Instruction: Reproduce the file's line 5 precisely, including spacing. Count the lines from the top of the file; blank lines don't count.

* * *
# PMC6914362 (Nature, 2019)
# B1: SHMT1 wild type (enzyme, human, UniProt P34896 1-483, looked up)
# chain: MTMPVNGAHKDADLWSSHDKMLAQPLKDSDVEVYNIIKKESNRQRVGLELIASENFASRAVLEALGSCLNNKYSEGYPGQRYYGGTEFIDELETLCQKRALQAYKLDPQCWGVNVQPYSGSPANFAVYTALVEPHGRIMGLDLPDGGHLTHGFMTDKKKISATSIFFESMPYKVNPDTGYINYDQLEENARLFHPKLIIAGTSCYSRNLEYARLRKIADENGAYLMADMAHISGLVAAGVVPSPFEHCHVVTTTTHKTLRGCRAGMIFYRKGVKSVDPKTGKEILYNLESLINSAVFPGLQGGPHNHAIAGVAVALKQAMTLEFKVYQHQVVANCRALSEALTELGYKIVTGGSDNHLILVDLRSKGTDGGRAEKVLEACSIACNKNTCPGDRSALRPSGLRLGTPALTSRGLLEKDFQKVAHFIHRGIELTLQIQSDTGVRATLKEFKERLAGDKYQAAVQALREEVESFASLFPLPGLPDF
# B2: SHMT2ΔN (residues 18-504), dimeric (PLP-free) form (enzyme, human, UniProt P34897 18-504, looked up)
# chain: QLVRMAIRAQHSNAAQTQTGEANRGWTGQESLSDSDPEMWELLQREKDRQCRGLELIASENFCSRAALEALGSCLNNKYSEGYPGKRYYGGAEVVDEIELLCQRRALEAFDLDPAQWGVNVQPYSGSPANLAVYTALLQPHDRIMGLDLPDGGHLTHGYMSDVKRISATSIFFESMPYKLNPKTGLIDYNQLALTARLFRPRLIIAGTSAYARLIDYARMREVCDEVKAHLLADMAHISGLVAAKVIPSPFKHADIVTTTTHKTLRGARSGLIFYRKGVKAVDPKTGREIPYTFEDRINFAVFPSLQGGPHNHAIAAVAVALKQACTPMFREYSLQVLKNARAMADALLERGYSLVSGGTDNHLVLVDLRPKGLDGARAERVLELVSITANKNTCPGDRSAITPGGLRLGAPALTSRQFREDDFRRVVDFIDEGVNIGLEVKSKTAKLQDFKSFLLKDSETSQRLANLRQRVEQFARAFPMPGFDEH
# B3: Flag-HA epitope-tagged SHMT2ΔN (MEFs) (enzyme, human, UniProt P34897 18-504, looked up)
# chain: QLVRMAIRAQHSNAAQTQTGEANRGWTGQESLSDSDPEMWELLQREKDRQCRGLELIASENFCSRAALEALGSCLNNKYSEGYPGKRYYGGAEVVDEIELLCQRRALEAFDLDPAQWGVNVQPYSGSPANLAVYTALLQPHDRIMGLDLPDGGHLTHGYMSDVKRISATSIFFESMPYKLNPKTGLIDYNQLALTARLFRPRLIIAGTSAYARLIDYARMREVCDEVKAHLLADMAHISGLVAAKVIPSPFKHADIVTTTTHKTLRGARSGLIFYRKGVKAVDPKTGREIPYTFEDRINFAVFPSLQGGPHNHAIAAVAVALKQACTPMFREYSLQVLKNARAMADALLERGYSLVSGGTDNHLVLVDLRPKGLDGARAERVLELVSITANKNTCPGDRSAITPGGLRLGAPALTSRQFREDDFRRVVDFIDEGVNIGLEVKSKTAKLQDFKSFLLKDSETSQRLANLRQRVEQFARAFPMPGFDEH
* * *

# chain: QLVRMAIRAQHSNAAQTQTGEANRGWTGQESLSDSDPEMWELLQREKDRQCRGLELIASENFCSRAALEALGSCLNNKYSEGYPGKRYYGGAEVVDEIELLCQRRALEAFDLDPAQWGVNVQPYSGSPANLAVYTALLQPHDRIMGLDLPDGGHLTHGYMSDVKRISATSIFFESMPYKLNPKTGLIDYNQLALTARLFRPRLIIAGTSAYARLIDYARMREVCDEVKAHLLADMAHISGLVAAKVIPSPFKHADIVTTTTHKTLRGARSGLIFYRKGVKAVDPKTGREIPYTFEDRINFAVFPSLQGGPHNHAIAAVAVALKQACTPMFREYSLQVLKNARAMADALLERGYSLVSGGTDNHLVLVDLRPKGLDGARAERVLELVSITANKNTCPGDRSAITPGGLRLGAPALTSRQFREDDFRRVVDFIDEGVNIGLEVKSKTAKLQDFKSFLLKDSETSQRLANLRQRVEQFARAFPMPGFDEH